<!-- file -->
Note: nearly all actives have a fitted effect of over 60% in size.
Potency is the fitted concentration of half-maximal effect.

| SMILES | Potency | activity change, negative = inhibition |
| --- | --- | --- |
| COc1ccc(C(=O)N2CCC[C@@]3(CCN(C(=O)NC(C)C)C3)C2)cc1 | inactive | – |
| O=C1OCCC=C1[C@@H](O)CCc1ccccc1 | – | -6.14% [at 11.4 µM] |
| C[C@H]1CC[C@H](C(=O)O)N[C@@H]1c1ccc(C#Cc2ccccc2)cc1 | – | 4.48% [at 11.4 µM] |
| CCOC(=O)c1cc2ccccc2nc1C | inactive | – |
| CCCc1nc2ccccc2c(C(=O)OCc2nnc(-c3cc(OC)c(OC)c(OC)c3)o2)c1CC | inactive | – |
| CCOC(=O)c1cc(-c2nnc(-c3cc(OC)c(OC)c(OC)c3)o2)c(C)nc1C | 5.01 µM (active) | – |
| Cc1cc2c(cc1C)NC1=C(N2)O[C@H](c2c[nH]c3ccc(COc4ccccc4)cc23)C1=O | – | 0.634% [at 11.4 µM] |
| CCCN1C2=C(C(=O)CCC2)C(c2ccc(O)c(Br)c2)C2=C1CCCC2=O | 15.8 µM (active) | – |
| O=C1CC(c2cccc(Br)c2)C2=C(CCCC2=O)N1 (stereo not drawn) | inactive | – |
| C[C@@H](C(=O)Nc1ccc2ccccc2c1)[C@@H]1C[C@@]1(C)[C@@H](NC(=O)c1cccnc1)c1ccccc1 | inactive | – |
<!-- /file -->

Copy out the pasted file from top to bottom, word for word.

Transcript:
Note: nearly all actives have a fitted effect of over 60% in size.
Potency is the fitted concentration of half-maximal effect.

| SMILES | Potency | activity change, negative = inhibition |
| --- | --- | --- |
| COc1ccc(C(=O)N2CCC[C@@]3(CCN(C(=O)NC(C)C)C3)C2)cc1 | inactive | – |
| O=C1OCCC=C1[C@@H](O)CCc1ccccc1 | – | -6.14% [at 11.4 µM] |
| C[C@H]1CC[C@H](C(=O)O)N[C@@H]1c1ccc(C#Cc2ccccc2)cc1 | – | 4.48% [at 11.4 µM] |
| CCOC(=O)c1cc2ccccc2nc1C | inactive | – |
| CCCc1nc2ccccc2c(C(=O)OCc2nnc(-c3cc(OC)c(OC)c(OC)c3)o2)c1CC | inactive | – |
| CCOC(=O)c1cc(-c2nnc(-c3cc(OC)c(OC)c(OC)c3)o2)c(C)nc1C | 5.01 µM (active) | – |
| Cc1cc2c(cc1C)NC1=C(N2)O[C@H](c2c[nH]c3ccc(COc4ccccc4)cc23)C1=O | – | 0.634% [at 11.4 µM] |
| CCCN1C2=C(C(=O)CCC2)C(c2ccc(O)c(Br)c2)C2=C1CCCC2=O | 15.8 µM (active) | – |
| O=C1CC(c2cccc(Br)c2)C2=C(CCCC2=O)N1 (stereo not drawn) | inactive | – |
| C[C@@H](C(=O)Nc1ccc2ccccc2c1)[C@@H]1C[C@@]1(C)[C@@H](NC(=O)c1cccnc1)c1ccccc1 | inactive | – |